Newspaper article The Florida Times Union

T-U's Week of Super Bowl Work Was 8 Days' Worth of 'Keepers'

Newspaper article The Florida Times Union

T-U's Week of Super Bowl Work Was 8 Days' Worth of 'Keepers'

Article excerpt

Byline: Mike Clark, Times-Union Reader Advocate

A newspaper that is worth saving is called a "keeper."

So let's just call the entire Super Bowl week a keeper.

There were special sections for eight straight days, a 3-D section that was mind-boggling to produce, a majestic front-page photo of fireworks over the skyline and so much coverage that it was difficult to read it all.

The image of a city is tied to its daily newspaper. It's a marriage. Times-Union executives knew this newspaper would be judged by its performance during the Super Bowl, just like city would be. Everyone in the newsroom did something special. Even newsroom retirees were recalled.

Response from the readers was gratifying.

-- Ann Wilson, Mandarin: "The coverage has just been so rewarding. I'm a new subscriber, I've only been taking the paper for two weeks. I took your editions into work each day and showed off those fantastic photographs and shared some of the articles with my co-workers."

-- Lynn Brady, Tallahassee: "Congratulations, Jacksonville! You 'done good!' You have a right to be pleased with the Super Bowl and yourselves. You put on one heck of a party! Let the naysaying, Waffle House-bashing, Yankee reporters wallow in their snobbery. Florida is proud of you!"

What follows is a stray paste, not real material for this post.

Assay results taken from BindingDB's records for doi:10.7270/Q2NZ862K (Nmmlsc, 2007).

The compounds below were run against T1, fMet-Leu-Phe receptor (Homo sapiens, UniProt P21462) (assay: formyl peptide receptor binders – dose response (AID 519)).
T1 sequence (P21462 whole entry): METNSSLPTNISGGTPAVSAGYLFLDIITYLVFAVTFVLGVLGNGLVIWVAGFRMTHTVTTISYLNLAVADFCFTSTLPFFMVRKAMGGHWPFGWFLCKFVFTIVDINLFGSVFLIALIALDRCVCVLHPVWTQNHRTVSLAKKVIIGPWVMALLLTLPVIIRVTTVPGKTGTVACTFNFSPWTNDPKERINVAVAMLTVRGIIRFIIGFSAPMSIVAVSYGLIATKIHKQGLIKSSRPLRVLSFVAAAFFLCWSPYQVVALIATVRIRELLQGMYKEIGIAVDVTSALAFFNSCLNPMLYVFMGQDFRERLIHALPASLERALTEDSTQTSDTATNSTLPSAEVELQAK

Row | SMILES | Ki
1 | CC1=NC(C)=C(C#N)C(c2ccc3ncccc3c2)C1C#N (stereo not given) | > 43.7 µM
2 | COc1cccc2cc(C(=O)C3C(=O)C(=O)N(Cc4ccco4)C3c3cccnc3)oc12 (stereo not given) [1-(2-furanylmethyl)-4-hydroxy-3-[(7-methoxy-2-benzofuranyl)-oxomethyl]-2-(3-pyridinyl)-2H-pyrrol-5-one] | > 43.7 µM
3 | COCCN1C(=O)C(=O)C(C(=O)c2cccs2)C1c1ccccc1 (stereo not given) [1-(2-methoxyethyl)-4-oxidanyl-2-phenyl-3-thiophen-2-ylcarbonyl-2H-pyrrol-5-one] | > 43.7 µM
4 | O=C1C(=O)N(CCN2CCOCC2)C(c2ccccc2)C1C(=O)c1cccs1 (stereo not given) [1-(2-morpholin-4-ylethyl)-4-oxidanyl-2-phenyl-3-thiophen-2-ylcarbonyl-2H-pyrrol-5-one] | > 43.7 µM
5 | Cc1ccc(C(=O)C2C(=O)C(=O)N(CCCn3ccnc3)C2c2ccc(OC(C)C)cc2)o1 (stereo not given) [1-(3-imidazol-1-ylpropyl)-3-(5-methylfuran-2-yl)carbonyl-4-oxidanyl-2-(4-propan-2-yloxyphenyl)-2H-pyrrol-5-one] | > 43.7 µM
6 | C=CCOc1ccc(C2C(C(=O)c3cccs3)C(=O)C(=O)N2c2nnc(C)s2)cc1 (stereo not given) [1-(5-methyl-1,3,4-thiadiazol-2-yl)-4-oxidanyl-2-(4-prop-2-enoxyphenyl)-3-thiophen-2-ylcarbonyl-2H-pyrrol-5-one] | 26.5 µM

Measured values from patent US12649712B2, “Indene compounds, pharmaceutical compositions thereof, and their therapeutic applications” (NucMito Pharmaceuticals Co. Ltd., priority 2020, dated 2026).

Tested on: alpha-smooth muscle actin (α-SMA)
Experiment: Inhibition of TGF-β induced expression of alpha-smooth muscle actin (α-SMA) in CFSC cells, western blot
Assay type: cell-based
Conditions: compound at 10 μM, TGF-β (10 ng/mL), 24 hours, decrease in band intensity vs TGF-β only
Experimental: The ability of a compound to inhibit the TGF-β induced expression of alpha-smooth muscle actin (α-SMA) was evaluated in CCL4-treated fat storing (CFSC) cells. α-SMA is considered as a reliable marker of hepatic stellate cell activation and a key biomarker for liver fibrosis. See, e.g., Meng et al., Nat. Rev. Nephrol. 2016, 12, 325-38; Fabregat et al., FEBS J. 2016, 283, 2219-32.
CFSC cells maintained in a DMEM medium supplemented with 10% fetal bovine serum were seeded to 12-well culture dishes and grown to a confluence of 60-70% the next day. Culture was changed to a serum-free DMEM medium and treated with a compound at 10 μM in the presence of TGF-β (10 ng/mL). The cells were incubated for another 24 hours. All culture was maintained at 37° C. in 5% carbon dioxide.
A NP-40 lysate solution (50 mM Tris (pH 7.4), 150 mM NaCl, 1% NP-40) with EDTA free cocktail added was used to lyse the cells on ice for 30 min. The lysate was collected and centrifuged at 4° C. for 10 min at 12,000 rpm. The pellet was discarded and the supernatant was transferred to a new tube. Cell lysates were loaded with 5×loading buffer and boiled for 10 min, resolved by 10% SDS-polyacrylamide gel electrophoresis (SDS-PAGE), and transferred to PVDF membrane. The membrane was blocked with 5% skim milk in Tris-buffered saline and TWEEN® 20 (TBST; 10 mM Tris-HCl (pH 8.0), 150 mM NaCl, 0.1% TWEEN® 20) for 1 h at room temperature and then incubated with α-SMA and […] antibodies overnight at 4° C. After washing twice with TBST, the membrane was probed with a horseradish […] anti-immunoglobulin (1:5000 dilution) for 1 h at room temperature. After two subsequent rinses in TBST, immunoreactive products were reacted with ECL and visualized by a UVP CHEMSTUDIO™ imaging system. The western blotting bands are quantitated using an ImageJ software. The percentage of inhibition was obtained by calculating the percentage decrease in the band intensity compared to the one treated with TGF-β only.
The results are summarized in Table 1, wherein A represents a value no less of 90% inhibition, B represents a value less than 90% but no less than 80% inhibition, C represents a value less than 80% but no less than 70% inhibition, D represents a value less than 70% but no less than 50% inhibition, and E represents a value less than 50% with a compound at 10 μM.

-- Neil Schindler, Orlando: "You didn't hide your city's shortcomings and didn't flout its attributes. You just covered it and reported the news. Even though your paper had a huge financial stake in the outcome of this event, I never saw a trace of any of that influencing your coverage."

Editor Patrick Yack summed up the effort this way: "Newspapers are really about building community. During Super Bowl week, the Times-Union gave the city its voice, capturing all the pageantry and spirit of one of the country's greatest sporting events. By reading the paper or going to you could feel the pulse of a city that was electrically charged."

Planning for the Super Bowl began in earnest over a year ago when Yack put Sports Editor Chet Fussman in charge. He was the conductor who pulled together all the resources of the newsroom.

"We wanted to produce something special, something people wouldn't get anywhere else," Fussman said. …

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